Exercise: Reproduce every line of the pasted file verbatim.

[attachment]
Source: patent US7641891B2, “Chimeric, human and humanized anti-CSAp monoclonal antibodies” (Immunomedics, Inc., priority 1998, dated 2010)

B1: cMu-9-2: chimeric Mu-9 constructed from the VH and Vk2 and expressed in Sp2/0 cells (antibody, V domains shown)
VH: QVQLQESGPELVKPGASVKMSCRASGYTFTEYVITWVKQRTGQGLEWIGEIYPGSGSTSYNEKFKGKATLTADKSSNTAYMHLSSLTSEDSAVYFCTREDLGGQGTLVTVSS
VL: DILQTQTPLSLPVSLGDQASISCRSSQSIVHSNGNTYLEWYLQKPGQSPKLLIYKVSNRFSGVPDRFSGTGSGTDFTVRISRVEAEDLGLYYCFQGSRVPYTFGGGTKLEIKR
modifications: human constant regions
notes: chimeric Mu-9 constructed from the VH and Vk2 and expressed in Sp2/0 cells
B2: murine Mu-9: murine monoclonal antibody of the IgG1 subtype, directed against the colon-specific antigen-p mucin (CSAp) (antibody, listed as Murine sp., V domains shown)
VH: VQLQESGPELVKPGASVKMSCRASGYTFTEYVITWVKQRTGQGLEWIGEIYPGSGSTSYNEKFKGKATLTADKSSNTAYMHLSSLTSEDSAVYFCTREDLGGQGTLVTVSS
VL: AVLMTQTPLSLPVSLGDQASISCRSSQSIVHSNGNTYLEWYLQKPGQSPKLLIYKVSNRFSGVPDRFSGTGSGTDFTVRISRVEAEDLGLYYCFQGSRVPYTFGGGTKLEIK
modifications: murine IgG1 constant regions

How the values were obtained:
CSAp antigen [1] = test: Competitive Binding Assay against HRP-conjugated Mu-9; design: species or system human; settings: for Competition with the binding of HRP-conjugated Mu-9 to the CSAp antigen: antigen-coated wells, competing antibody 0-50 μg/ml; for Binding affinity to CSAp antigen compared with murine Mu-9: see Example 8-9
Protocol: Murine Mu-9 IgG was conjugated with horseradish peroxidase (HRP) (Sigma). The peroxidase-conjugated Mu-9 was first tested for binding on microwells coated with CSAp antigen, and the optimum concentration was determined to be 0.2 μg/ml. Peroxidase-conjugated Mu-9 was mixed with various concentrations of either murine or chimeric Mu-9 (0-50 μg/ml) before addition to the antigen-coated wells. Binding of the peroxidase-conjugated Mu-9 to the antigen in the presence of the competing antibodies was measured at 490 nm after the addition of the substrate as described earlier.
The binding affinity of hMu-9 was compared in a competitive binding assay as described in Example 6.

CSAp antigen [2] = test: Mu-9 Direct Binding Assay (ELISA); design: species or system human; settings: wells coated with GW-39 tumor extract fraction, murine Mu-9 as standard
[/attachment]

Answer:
Source: patent US7641891B2, “Chimeric, human and humanized anti-CSAp monoclonal antibodies” (Immunomedics, Inc., priority 1998, dated 2010)

B1: cMu-9-2: chimeric Mu-9 constructed from the VH and Vk2 and expressed in Sp2/0 cells (antibody, V domains shown)
VH: QVQLQESGPELVKPGASVKMSCRASGYTFTEYVITWVKQRTGQGLEWIGEIYPGSGSTSYNEKFKGKATLTADKSSNTAYMHLSSLTSEDSAVYFCTREDLGGQGTLVTVSS
VL: DILQTQTPLSLPVSLGDQASISCRSSQSIVHSNGNTYLEWYLQKPGQSPKLLIYKVSNRFSGVPDRFSGTGSGTDFTVRISRVEAEDLGLYYCFQGSRVPYTFGGGTKLEIKR
modifications: human constant regions
notes: chimeric Mu-9 constructed from the VH and Vk2 and expressed in Sp2/0 cells
B2: murine Mu-9: murine monoclonal antibody of the IgG1 subtype, directed against the colon-specific antigen-p mucin (CSAp) (antibody, listed as Murine sp., V domains shown)
VH: VQLQESGPELVKPGASVKMSCRASGYTFTEYVITWVKQRTGQGLEWIGEIYPGSGSTSYNEKFKGKATLTADKSSNTAYMHLSSLTSEDSAVYFCTREDLGGQGTLVTVSS
VL: AVLMTQTPLSLPVSLGDQASISCRSSQSIVHSNGNTYLEWYLQKPGQSPKLLIYKVSNRFSGVPDRFSGTGSGTDFTVRISRVEAEDLGLYYCFQGSRVPYTFGGGTKLEIK
modifications: murine IgG1 constant regions

How the values were obtained:
CSAp antigen [1] = test: Competitive Binding Assay against HRP-conjugated Mu-9; design: species or system human; settings: for Competition with the binding of HRP-conjugated Mu-9 to the CSAp antigen: antigen-coated wells, competing antibody 0-50 μg/ml; for Binding affinity to CSAp antigen compared with murine Mu-9: see Example 8-9
Protocol: Murine Mu-9 IgG was conjugated with horseradish peroxidase (HRP) (Sigma). The peroxidase-conjugated Mu-9 was first tested for binding on microwells coated with CSAp antigen, and the optimum concentration was determined to be 0.2 μg/ml. Peroxidase-conjugated Mu-9 was mixed with various concentrations of either murine or chimeric Mu-9 (0-50 μg/ml) before addition to the antigen-coated wells. Binding of the peroxidase-conjugated Mu-9 to the antigen in the presence of the competing antibodies was measured at 490 nm after the addition of the substrate as described earlier.
The binding affinity of hMu-9 was compared in a competitive binding assay as described in Example 6.

CSAp antigen [2] = test: Mu-9 Direct Binding Assay (ELISA); design: species or system human; settings: wells coated with GW-39 tumor extract fraction, murine Mu-9 as standard